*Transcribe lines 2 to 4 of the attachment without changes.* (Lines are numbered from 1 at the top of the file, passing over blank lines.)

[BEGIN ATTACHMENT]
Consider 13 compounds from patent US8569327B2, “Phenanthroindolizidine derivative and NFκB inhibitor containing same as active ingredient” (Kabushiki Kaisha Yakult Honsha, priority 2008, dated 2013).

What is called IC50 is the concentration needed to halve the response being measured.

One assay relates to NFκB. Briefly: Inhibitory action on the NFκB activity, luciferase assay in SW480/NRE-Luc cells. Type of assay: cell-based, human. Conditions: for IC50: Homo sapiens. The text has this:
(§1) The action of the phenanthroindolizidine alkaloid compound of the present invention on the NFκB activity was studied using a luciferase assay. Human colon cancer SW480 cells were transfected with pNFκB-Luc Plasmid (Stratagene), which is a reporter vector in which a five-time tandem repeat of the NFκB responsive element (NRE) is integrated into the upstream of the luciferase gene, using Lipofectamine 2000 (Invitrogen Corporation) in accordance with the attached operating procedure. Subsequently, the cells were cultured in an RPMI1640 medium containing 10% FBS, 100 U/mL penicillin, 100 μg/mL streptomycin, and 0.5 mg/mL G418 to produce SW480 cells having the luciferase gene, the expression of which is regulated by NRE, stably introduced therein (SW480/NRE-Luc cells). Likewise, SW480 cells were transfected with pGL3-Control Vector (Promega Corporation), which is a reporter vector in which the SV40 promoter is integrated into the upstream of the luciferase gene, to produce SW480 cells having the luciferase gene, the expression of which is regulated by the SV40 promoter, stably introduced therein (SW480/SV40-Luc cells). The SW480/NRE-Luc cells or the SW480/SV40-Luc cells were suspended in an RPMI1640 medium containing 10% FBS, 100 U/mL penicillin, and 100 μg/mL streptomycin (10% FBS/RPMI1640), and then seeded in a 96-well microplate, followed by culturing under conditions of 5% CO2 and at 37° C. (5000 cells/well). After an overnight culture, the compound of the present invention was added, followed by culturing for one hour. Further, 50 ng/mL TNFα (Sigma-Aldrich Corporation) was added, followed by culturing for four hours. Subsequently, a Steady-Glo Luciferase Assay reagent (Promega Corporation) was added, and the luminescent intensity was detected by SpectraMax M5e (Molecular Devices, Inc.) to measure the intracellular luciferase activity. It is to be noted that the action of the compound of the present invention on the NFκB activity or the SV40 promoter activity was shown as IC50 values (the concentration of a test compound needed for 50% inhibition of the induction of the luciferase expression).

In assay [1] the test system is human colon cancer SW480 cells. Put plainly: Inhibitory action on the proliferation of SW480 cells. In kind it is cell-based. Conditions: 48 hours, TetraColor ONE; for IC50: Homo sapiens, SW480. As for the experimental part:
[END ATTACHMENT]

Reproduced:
What is called IC50 is the concentration needed to halve the response being measured.

One assay relates to NFκB. Briefly: Inhibitory action on the NFκB activity, luciferase assay in SW480/NRE-Luc cells. Type of assay: cell-based, human. Conditions: for IC50: Homo sapiens. The text has this:
(§1) The action of the phenanthroindolizidine alkaloid compound of the present invention on the NFκB activity was studied using a luciferase assay. Human colon cancer SW480 cells were transfected with pNFκB-Luc Plasmid (Stratagene), which is a reporter vector in which a five-time tandem repeat of the NFκB responsive element (NRE) is integrated into the upstream of the luciferase gene, using Lipofectamine 2000 (Invitrogen Corporation) in accordance with the attached operating procedure. Subsequently, the cells were cultured in an RPMI1640 medium containing 10% FBS, 100 U/mL penicillin, 100 μg/mL streptomycin, and 0.5 mg/mL G418 to produce SW480 cells having the luciferase gene, the expression of which is regulated by NRE, stably introduced therein (SW480/NRE-Luc cells). Likewise, SW480 cells were transfected with pGL3-Control Vector (Promega Corporation), which is a reporter vector in which the SV40 promoter is integrated into the upstream of the luciferase gene, to produce SW480 cells having the luciferase gene, the expression of which is regulated by the SV40 promoter, stably introduced therein (SW480/SV40-Luc cells). The SW480/NRE-Luc cells or the SW480/SV40-Luc cells were suspended in an RPMI1640 medium containing 10% FBS, 100 U/mL penicillin, and 100 μg/mL streptomycin (10% FBS/RPMI1640), and then seeded in a 96-well microplate, followed by culturing under conditions of 5% CO2 and at 37° C. (5000 cells/well). After an overnight culture, the compound of the present invention was added, followed by culturing for one hour. Further, 50 ng/mL TNFα (Sigma-Aldrich Corporation) was added, followed by culturing for four hours. Subsequently, a Steady-Glo Luciferase Assay reagent (Promega Corporation) was added, and the luminescent intensity was detected by SpectraMax M5e (Molecular Devices, Inc.) to measure the intracellular luciferase activity. It is to be noted that the action of the compound of the present invention on the NFκB activity or the SV40 promoter activity was shown as IC50 values (the concentration of a test compound needed for 50% inhibition of the induction of the luciferase expression).